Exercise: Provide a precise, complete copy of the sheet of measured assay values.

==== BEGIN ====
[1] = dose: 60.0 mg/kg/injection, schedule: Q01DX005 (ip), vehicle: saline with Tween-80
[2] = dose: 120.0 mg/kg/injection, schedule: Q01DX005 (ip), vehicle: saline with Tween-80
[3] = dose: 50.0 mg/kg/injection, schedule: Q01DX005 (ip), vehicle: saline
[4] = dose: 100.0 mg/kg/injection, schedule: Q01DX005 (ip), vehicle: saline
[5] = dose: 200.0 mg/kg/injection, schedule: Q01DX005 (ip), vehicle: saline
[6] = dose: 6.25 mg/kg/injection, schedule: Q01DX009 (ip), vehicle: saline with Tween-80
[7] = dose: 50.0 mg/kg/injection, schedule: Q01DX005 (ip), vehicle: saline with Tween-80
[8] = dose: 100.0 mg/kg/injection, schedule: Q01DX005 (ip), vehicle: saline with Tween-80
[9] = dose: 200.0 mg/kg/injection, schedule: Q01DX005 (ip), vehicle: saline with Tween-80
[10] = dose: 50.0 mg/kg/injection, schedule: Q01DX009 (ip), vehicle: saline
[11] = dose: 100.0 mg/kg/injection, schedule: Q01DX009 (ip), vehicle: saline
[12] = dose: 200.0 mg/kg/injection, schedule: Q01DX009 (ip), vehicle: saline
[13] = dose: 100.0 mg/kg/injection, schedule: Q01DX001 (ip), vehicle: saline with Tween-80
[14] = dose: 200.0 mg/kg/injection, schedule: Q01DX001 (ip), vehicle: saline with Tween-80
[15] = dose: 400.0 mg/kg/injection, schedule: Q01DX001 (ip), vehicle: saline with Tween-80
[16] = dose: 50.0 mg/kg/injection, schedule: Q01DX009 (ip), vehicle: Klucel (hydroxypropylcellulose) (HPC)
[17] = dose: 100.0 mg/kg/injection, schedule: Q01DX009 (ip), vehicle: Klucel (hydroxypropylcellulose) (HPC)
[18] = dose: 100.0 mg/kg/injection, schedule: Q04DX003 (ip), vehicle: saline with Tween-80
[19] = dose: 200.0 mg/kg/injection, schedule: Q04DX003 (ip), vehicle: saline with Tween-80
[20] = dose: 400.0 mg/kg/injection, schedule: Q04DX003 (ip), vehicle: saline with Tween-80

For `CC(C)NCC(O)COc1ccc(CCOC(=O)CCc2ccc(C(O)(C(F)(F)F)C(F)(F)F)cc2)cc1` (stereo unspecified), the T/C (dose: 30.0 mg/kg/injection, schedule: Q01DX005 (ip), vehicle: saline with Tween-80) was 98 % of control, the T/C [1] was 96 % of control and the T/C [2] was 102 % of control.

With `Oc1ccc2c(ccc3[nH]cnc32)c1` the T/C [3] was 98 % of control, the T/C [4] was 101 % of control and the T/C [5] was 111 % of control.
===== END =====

[1] = dose: 60.0 mg/kg/injection, schedule: Q01DX005 (ip), vehicle: saline with Tween-80
[2] = dose: 120.0 mg/kg/injection, schedule: Q01DX005 (ip), vehicle: saline with Tween-80
[3] = dose: 50.0 mg/kg/injection, schedule: Q01DX005 (ip), vehicle: saline
[4] = dose: 100.0 mg/kg/injection, schedule: Q01DX005 (ip), vehicle: saline
[5] = dose: 200.0 mg/kg/injection, schedule: Q01DX005 (ip), vehicle: saline
[6] = dose: 6.25 mg/kg/injection, schedule: Q01DX009 (ip), vehicle: saline with Tween-80
[7] = dose: 50.0 mg/kg/injection, schedule: Q01DX005 (ip), vehicle: saline with Tween-80
[8] = dose: 100.0 mg/kg/injection, schedule: Q01DX005 (ip), vehicle: saline with Tween-80
[9] = dose: 200.0 mg/kg/injection, schedule: Q01DX005 (ip), vehicle: saline with Tween-80
[10] = dose: 50.0 mg/kg/injection, schedule: Q01DX009 (ip), vehicle: saline
[11] = dose: 100.0 mg/kg/injection, schedule: Q01DX009 (ip), vehicle: saline
[12] = dose: 200.0 mg/kg/injection, schedule: Q01DX009 (ip), vehicle: saline
[13] = dose: 100.0 mg/kg/injection, schedule: Q01DX001 (ip), vehicle: saline with Tween-80
[14] = dose: 200.0 mg/kg/injection, schedule: Q01DX001 (ip), vehicle: saline with Tween-80
[15] = dose: 400.0 mg/kg/injection, schedule: Q01DX001 (ip), vehicle: saline with Tween-80
[16] = dose: 50.0 mg/kg/injection, schedule: Q01DX009 (ip), vehicle: Klucel (hydroxypropylcellulose) (HPC)
[17] = dose: 100.0 mg/kg/injection, schedule: Q01DX009 (ip), vehicle: Klucel (hydroxypropylcellulose) (HPC)
[18] = dose: 100.0 mg/kg/injection, schedule: Q04DX003 (ip), vehicle: saline with Tween-80
[19] = dose: 200.0 mg/kg/injection, schedule: Q04DX003 (ip), vehicle: saline with Tween-80
[20] = dose: 400.0 mg/kg/injection, schedule: Q04DX003 (ip), vehicle: saline with Tween-80

For `CC(C)NCC(O)COc1ccc(CCOC(=O)CCc2ccc(C(O)(C(F)(F)F)C(F)(F)F)cc2)cc1` (stereo unspecified), the T/C (dose: 30.0 mg/kg/injection, schedule: Q01DX005 (ip), vehicle: saline with Tween-80) was 98 % of control, the T/C [1] was 96 % of control and the T/C [2] was 102 % of control.

With `Oc1ccc2c(ccc3[nH]cnc32)c1` the T/C [3] was 98 % of control, the T/C [4] was 101 % of control and the T/C [5] was 111 % of control.